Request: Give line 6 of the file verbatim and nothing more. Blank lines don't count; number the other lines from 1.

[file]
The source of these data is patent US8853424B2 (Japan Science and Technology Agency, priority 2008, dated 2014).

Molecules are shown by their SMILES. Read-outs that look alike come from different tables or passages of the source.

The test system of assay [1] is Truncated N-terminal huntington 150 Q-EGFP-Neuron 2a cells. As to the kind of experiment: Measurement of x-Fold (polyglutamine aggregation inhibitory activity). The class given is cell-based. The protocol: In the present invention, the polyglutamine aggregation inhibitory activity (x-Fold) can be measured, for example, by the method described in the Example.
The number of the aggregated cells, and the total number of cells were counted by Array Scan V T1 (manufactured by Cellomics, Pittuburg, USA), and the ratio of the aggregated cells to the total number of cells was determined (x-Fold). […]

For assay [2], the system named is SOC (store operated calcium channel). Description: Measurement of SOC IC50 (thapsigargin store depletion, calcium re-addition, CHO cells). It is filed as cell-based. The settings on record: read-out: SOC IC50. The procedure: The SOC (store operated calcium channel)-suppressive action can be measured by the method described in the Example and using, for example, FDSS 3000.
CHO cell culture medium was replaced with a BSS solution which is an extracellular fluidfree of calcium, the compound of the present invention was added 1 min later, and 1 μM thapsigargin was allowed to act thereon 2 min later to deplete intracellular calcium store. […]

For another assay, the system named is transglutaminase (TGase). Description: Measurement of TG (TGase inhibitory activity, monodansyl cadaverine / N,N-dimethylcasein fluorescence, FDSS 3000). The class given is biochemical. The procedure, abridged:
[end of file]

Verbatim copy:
CHO cell culture medium was replaced with a BSS solution which is an extracellular fluidfree of calcium, the compound of the present invention was added 1 min later, and 1 μM thapsigargin was allowed to act thereon 2 min later to deplete intracellular calcium store. […]